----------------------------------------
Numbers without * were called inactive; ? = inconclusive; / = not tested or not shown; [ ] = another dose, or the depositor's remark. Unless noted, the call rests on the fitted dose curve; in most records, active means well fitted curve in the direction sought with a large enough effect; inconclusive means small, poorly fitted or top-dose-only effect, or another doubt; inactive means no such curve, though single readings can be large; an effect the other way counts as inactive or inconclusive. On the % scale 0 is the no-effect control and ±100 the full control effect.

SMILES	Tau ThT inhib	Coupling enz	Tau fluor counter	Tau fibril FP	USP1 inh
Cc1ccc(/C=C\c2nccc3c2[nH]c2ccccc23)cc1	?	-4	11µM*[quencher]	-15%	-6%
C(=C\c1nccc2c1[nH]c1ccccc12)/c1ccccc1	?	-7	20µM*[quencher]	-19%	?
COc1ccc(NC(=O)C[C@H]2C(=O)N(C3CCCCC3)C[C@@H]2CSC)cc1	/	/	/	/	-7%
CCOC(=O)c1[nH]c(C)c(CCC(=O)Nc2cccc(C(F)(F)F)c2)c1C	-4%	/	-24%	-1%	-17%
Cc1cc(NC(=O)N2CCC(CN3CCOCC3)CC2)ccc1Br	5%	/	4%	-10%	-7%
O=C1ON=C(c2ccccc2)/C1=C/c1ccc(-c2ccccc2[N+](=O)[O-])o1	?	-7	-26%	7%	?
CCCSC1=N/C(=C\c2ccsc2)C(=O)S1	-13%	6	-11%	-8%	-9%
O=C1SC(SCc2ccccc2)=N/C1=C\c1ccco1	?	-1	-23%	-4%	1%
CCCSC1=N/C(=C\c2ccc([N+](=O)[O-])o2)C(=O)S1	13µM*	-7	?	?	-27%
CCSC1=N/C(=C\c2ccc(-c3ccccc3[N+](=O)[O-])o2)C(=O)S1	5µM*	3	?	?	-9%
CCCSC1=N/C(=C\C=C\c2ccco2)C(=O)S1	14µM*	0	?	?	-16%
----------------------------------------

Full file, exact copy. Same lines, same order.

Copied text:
Numbers without * were called inactive; ? = inconclusive; / = not tested or not shown; [ ] = another dose, or the depositor's remark. Unless noted, the call rests on the fitted dose curve; in most records, active means well fitted curve in the direction sought with a large enough effect; inconclusive means small, poorly fitted or top-dose-only effect, or another doubt; inactive means no such curve, though single readings can be large; an effect the other way counts as inactive or inconclusive. On the % scale 0 is the no-effect control and ±100 the full control effect.

SMILES	Tau ThT inhib	Coupling enz	Tau fluor counter	Tau fibril FP	USP1 inh
Cc1ccc(/C=C\c2nccc3c2[nH]c2ccccc23)cc1	?	-4	11µM*[quencher]	-15%	-6%
C(=C\c1nccc2c1[nH]c1ccccc12)/c1ccccc1	?	-7	20µM*[quencher]	-19%	?
COc1ccc(NC(=O)C[C@H]2C(=O)N(C3CCCCC3)C[C@@H]2CSC)cc1	/	/	/	/	-7%
CCOC(=O)c1[nH]c(C)c(CCC(=O)Nc2cccc(C(F)(F)F)c2)c1C	-4%	/	-24%	-1%	-17%
Cc1cc(NC(=O)N2CCC(CN3CCOCC3)CC2)ccc1Br	5%	/	4%	-10%	-7%
O=C1ON=C(c2ccccc2)/C1=C/c1ccc(-c2ccccc2[N+](=O)[O-])o1	?	-7	-26%	7%	?
CCCSC1=N/C(=C\c2ccsc2)C(=O)S1	-13%	6	-11%	-8%	-9%
O=C1SC(SCc2ccccc2)=N/C1=C\c1ccco1	?	-1	-23%	-4%	1%
CCCSC1=N/C(=C\c2ccc([N+](=O)[O-])o2)C(=O)S1	13µM*	-7	?	?	-27%
CCSC1=N/C(=C\c2ccc(-c3ccccc3[N+](=O)[O-])o2)C(=O)S1	5µM*	3	?	?	-9%
CCCSC1=N/C(=C\C=C\c2ccco2)C(=O)S1	14µM*	0	?	?	-16%